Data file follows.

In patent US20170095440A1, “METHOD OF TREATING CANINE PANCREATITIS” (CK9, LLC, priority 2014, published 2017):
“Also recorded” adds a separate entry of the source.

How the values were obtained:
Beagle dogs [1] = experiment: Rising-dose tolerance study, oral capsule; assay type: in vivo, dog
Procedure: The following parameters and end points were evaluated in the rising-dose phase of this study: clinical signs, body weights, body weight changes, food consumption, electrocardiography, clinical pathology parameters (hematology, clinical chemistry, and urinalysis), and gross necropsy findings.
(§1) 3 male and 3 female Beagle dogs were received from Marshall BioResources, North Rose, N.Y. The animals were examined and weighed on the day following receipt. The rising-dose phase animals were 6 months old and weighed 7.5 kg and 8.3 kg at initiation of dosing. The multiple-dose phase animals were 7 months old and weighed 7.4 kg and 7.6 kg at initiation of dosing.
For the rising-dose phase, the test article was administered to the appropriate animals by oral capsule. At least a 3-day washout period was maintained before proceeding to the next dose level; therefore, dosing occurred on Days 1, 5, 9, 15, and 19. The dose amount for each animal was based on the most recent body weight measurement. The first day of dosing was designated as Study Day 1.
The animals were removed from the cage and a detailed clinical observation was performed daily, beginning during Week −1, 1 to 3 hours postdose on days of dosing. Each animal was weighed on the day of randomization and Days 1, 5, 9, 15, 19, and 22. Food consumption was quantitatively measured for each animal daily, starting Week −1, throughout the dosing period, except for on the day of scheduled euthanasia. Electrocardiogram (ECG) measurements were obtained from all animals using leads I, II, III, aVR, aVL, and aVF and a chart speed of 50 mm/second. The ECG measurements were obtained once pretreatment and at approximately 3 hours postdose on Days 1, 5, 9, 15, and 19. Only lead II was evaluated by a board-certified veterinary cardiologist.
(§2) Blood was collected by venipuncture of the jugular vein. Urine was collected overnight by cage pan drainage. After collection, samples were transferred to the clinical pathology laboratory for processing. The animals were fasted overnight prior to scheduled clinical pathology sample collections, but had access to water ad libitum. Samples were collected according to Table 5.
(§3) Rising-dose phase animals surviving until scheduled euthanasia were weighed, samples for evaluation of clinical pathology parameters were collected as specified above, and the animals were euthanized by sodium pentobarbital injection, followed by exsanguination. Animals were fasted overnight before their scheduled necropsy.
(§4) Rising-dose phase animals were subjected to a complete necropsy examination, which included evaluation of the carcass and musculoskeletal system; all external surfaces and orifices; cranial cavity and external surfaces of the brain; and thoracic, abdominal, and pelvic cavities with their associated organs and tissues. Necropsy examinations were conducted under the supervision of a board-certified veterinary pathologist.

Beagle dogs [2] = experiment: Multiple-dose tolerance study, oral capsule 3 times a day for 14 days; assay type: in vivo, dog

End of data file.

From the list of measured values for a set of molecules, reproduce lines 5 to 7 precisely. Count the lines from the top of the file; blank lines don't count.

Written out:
Procedure: The following parameters and end points were evaluated in the rising-dose phase of this study: clinical signs, body weights, body weight changes, food consumption, electrocardiography, clinical pathology parameters (hematology, clinical chemistry, and urinalysis), and gross necropsy findings.
(§1) 3 male and 3 female Beagle dogs were received from Marshall BioResources, North Rose, N.Y. The animals were examined and weighed on the day following receipt. The rising-dose phase animals were 6 months old and weighed 7.5 kg and 8.3 kg at initiation of dosing. The multiple-dose phase animals were 7 months old and weighed 7.4 kg and 7.6 kg at initiation of dosing.
For the rising-dose phase, the test article was administered to the appropriate animals by oral capsule. At least a 3-day washout period was maintained before proceeding to the next dose level; therefore, dosing occurred on Days 1, 5, 9, 15, and 19. The dose amount for each animal was based on the most recent body weight measurement. The first day of dosing was designated as Study Day 1.